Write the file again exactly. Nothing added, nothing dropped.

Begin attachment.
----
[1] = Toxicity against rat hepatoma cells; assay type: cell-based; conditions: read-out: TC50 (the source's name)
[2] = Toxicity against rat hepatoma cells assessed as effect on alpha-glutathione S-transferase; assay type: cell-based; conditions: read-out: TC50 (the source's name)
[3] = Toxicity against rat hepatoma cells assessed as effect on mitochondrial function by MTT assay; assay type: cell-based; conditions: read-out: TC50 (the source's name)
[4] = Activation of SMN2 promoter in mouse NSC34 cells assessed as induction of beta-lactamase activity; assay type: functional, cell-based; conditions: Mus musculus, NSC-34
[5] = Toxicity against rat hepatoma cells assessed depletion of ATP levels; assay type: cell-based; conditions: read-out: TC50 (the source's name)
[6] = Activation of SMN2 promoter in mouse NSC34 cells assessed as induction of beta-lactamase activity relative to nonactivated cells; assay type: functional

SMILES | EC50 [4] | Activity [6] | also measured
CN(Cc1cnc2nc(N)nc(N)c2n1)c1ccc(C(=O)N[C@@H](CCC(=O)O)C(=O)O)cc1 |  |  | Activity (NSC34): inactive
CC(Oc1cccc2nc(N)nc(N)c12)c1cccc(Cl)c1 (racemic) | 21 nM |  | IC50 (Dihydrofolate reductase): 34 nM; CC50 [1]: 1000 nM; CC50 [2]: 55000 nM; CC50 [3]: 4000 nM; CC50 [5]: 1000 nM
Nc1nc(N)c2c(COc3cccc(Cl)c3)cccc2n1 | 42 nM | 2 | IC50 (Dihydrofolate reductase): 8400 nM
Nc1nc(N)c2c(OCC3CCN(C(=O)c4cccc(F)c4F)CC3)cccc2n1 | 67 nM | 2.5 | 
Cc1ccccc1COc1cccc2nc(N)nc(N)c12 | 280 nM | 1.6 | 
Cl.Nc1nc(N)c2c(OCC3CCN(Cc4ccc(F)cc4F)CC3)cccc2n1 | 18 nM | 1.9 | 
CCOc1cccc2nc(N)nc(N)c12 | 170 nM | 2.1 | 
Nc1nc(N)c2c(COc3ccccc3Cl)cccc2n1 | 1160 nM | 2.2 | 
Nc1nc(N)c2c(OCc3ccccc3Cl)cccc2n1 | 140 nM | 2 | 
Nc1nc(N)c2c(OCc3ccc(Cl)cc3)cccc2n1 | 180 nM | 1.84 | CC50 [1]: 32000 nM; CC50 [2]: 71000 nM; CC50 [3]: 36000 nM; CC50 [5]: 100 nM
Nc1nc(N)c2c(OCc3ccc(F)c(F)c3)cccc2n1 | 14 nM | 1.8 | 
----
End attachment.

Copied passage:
[1] = Toxicity against rat hepatoma cells; assay type: cell-based; conditions: read-out: TC50 (the source's name)
[2] = Toxicity against rat hepatoma cells assessed as effect on alpha-glutathione S-transferase; assay type: cell-based; conditions: read-out: TC50 (the source's name)
[3] = Toxicity against rat hepatoma cells assessed as effect on mitochondrial function by MTT assay; assay type: cell-based; conditions: read-out: TC50 (the source's name)
[4] = Activation of SMN2 promoter in mouse NSC34 cells assessed as induction of beta-lactamase activity; assay type: functional, cell-based; conditions: Mus musculus, NSC-34
[5] = Toxicity against rat hepatoma cells assessed depletion of ATP levels; assay type: cell-based; conditions: read-out: TC50 (the source's name)
[6] = Activation of SMN2 promoter in mouse NSC34 cells assessed as induction of beta-lactamase activity relative to nonactivated cells; assay type: functional

SMILES | EC50 [4] | Activity [6] | also measured
CN(Cc1cnc2nc(N)nc(N)c2n1)c1ccc(C(=O)N[C@@H](CCC(=O)O)C(=O)O)cc1 |  |  | Activity (NSC34): inactive
CC(Oc1cccc2nc(N)nc(N)c12)c1cccc(Cl)c1 (racemic) | 21 nM |  | IC50 (Dihydrofolate reductase): 34 nM; CC50 [1]: 1000 nM; CC50 [2]: 55000 nM; CC50 [3]: 4000 nM; CC50 [5]: 1000 nM
Nc1nc(N)c2c(COc3cccc(Cl)c3)cccc2n1 | 42 nM | 2 | IC50 (Dihydrofolate reductase): 8400 nM
Nc1nc(N)c2c(OCC3CCN(C(=O)c4cccc(F)c4F)CC3)cccc2n1 | 67 nM | 2.5 | 
Cc1ccccc1COc1cccc2nc(N)nc(N)c12 | 280 nM | 1.6 | 
Cl.Nc1nc(N)c2c(OCC3CCN(Cc4ccc(F)cc4F)CC3)cccc2n1 | 18 nM | 1.9 | 
CCOc1cccc2nc(N)nc(N)c12 | 170 nM | 2.1 | 
Nc1nc(N)c2c(COc3ccccc3Cl)cccc2n1 | 1160 nM | 2.2 | 
Nc1nc(N)c2c(OCc3ccccc3Cl)cccc2n1 | 140 nM | 2 | 
Nc1nc(N)c2c(OCc3ccc(Cl)cc3)cccc2n1 | 180 nM | 1.84 | CC50 [1]: 32000 nM; CC50 [2]: 71000 nM; CC50 [3]: 36000 nM; CC50 [5]: 100 nM
Nc1nc(N)c2c(OCc3ccc(F)c(F)c3)cccc2n1 | 14 nM | 1.8 | 